‘Everything is gone’: Eastern Ukraine residents say Russia is wiping their towns off the map

Under constant, heavy shelling, thousands of civilians in Ukraine’s east have been confined to the tenuous safety of basements and garden cellars for weeks or months. Time spent in the open means exposing oneself to weapons of war that figuratively and literally tear people apart.

Life under Russian assault is measured in minutes, steps and millimeters; the difference between life and death here has narrowed to a sliver. Those who try to flee do so at great risk to their personal safety; some interviewed by POLITICO during a week of reporting along the frontline described being forced to dash down contested roads while under fire or crawl through fields littered with landmines.

Others, like Tykhomirova, are too fragile to leave under their own power. Many more lack the means, whether money or a vehicle, to flee. Though disenchanted with the Ukrainian government for what some say is a lack of respect and attention paid to the eastern regions, almost no one wants to take their chance with the Russians.

Thousands have died while contemplating their meager options.

To be precise, between Feb. 24 and May 30, at least 4,149 civilians were killed, including 267 children, according to the U.N. Human Rights Office. The true numbers of civilian casualties are much higher but can’t yet be fully counted because of active fighting and lack of access to areas under the control of Russian forces, the organization added.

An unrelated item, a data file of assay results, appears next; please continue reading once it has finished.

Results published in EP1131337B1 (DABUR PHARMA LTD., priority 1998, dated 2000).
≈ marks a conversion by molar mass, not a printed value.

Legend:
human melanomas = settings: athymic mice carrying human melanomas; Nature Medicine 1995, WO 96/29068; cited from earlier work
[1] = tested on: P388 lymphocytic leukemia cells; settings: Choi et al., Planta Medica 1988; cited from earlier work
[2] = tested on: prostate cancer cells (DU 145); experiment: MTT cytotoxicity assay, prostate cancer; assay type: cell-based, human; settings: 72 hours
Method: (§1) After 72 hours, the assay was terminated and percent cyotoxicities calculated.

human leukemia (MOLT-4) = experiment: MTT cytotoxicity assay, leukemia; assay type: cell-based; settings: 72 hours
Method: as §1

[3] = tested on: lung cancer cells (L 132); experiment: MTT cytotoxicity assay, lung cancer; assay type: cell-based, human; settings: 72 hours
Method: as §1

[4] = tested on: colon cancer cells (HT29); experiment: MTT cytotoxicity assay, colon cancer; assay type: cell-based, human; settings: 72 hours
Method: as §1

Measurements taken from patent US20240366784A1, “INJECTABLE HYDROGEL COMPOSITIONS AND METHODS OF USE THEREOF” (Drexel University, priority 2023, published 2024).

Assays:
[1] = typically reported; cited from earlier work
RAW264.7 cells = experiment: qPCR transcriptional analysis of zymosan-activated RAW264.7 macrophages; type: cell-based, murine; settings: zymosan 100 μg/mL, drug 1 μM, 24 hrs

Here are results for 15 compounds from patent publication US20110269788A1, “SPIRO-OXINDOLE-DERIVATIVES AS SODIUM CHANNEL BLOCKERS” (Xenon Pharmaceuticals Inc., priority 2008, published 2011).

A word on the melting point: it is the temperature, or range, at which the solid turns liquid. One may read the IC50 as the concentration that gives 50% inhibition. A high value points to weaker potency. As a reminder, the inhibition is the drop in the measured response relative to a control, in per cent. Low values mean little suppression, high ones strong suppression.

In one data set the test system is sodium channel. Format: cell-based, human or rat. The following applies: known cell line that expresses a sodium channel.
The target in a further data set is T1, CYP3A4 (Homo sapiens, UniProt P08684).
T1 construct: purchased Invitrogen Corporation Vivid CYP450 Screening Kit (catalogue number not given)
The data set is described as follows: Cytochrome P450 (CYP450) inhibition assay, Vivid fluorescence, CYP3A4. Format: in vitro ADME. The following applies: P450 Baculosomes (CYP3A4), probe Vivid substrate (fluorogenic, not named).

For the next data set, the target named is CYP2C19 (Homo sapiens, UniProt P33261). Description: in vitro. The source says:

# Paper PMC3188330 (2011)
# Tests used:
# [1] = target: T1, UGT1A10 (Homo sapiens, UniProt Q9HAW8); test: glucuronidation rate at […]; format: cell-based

The deaths bring the total number of civilians killed as a result of Russian military aggression in Ukraine to more than 7,500 over the course of eight years. Prior to Feb. 24, 3,404 civilians had been killed in the war in the Donbas, which broke out in April 2014. A vast majority of those casualties occurred in the first nine months of the war, when the fighting was at its peak. Several ceasefire agreements that never fully materialized kept the fighting at a simmer, with each side trading pot shots from well-worn trenches.

Lyman, a once-quiet town surrounded by a forested nature reserve and the bone-white chalk mountains, was once home to 20,000 residents — more than 43 percent of which were ethnic Russians, according to local data — until people began spilling out in recent weeks. It had largely avoided hostilities, save for some street fighting with automatic rifles and grenade launchers in 2014.

Now it’s synonymous with Russia’s brutal new military campaign in the Donbas, demolished homes and shattered lives.

“We can never go back. There is nothing left there for us,” cried a woman brought to the Raihorodok staging area carrying several bags of clothing and possessions, her two young children in tow. “They are bombing everything. Our city is dying.”

Her husband interjected: “No, the city is already dead.”

The family, who declined to be identified, said their home had been partially destroyed in mid-May. They spent nearly two weeks living in a neighbor’s basement with little food and water, no toilet, electricity and gas until Holtsyev and the other rescuers came to pick them up. Everything they had to begin their new lives fit into four duffel bags. Asked about what they would do next and where they would go, the husband tried to speak but no words came out of his mouth; he just shook his head and shrugged.

Days later, on May 27, Russian forces declared Lyman captured.

No way to leave

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